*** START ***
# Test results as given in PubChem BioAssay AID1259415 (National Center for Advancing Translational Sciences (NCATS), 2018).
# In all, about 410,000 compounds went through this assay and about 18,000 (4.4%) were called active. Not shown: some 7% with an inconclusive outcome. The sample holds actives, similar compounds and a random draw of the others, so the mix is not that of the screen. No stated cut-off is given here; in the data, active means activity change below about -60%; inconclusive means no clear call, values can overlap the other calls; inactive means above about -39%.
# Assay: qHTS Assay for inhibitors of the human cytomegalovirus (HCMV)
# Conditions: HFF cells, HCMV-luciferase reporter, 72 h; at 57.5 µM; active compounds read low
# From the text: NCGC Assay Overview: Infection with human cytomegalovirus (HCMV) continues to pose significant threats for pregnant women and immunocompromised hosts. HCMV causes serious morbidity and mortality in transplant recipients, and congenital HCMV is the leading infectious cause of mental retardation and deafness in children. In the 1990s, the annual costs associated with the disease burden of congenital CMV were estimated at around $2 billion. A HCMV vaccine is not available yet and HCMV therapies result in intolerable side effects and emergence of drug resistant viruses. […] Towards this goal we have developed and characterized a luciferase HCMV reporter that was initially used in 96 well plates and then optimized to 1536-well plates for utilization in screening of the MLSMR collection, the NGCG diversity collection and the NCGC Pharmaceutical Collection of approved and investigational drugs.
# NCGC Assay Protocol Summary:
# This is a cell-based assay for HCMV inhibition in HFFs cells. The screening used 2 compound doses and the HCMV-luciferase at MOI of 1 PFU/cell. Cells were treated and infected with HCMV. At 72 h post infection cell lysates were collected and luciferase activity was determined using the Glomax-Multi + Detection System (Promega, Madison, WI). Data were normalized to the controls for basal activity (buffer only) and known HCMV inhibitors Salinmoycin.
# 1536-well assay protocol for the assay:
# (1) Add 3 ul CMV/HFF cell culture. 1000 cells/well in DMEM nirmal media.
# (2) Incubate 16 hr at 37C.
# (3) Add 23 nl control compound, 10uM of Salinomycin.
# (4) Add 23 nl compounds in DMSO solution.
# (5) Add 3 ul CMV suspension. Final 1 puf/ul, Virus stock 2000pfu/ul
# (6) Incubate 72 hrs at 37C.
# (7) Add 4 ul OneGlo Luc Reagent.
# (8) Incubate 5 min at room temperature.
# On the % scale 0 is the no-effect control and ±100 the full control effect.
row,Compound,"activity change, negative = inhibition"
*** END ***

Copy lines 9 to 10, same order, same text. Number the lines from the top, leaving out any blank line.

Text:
# (1) Add 3 ul CMV/HFF cell culture. 1000 cells/well in DMEM nirmal media.
# (2) Incubate 16 hr at 37C.